They moved into the living room and watched an I Love Lucy rerun. After thirty minutes of laughing at Lucy and Ethel stuffing chocolates into their clothing, Cami felt calmer and almost relaxed. She waved good-bye to Meredith with a smile and returned inside, making sure the deadbolt was fastened before picking up the phone.

She called Paige who would be delighted to join her at the game. They agreed to meet in front of Will Call to pick up the tickets Grant said he would leave. In spite of her nap, the stress of the day left Cami exhausted. She double-checked all the locks before heading to bed. The sample boards would have to wait.

“This way.” Paige charged up the stadium steps, Cami following. They had gotten their tickets and were now finding their seats. Cami’s heart raced and she couldn’t catch her breath, but not because of the stairs. She didn’t know if they would be sitting with Grant’s family or alone. New situations made her uncomfortable, especially if she didn’t know what to expect. Dating a baseball player definitely fell into the category of “Bizarre and Strange.”

Paige had no such problems. She forged the path to their section and now waited for Cami to join her at the top of the aisle labeled Section 112.

“Hi, Miss Henderson. How’s Petey?”

Cami looked down. “Hello, Trent. Petey’s fine.” Grant’s nephew stood in front of her. “You must be Jonathan,” she said to the man holding the boy’s hand. “I’m Camille Henderson, I met Trent the other day at the beach. This is my friend, Paige. Grant invited us to the game. We’re looking for our seats.” Babbling again. She closed her mouth to stop the words.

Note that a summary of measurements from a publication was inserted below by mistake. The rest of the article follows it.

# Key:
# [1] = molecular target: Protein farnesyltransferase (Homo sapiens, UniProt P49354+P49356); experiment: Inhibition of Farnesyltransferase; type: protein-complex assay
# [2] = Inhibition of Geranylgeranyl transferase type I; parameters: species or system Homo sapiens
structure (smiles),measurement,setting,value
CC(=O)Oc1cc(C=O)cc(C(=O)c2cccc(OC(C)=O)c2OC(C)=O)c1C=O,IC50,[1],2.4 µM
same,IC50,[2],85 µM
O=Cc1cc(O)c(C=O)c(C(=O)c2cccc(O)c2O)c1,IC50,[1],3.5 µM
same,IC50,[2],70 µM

Jonathan smiled and extended his hand.

“That’s why we’re here. Trent said he would recognize you and Grant wanted us to make sure you got to your seats safely and to introduce you to the others.”

“How nice.” Her heart rate slowed from panic to mild dread.

Jonathan and Trent forded the crowd with Cami and Paige following. After they sat, Trent traded his seat so he could be next to Cami. Her head reeled from the quick introductions Jonathan had performed as they squeezed by knees and tried not to step on toes. Grant’s parents were on the aisle.

Mr. Andrews wore civilian clothes but they were obviously not his usual attire. Immaculate khaki’s with razor creases. Binoculars around his neck and a pencil behind his ear. A finger saved his place in the program so he could keep score and track statistics. Grant’s mother held a toddler on her lap. Trent said that was his baby sister, Sierra. Jonathan sat next to his mother and retrieved his daughter. Then came Grant’s youngest brother. Cami thought his name was Lucas. Apparently Jonathan’s wife and the two other brothers couldn’t be there. Trent, Cami and Paige finished the Andrews’ rooting section.

They stood for the National Anthem and first pitch. Conversations went on all around them. They were in the middle of the team’s family section. Hopefully she and Paige weren’t taking seats that should belong to Grant’s brothers or sister-in-law. Jonathan leaned over Lucas and Trent to talk to her.

“Grant said you went to high school with us in Agua Vida. Did I know you there?”

“I don’t think so. I had one class with Grant, but I don’t remember you. Your family did go to the same church. I think your mom ran the Harvest Festival every year.”

“Yep. She still loves organizing that type of thing.” Jonathan sat back in his seat and turned his attention to the game as Grant and the Coyotes took the field.

Paige leaned over to stage whisper. “Sure beats the nose bleed section, doesn’t it?”

Cami had to agree. They were on the third base line, with a clear view of Grant at shortstop.

The first few innings passed rapidly, each team scoring two runs. Grant struck out once and was thrown out at first.

At the bottom of the fifth, Paige wanted snacks so Cami joined her for the opportunity to walk and get some kinks out.

“This is so much fun. I haven’t been to a game in years. Why don’t we do this more often?” Paige bubbled with enthusiasm as they climbed stairs towards the refreshment stands.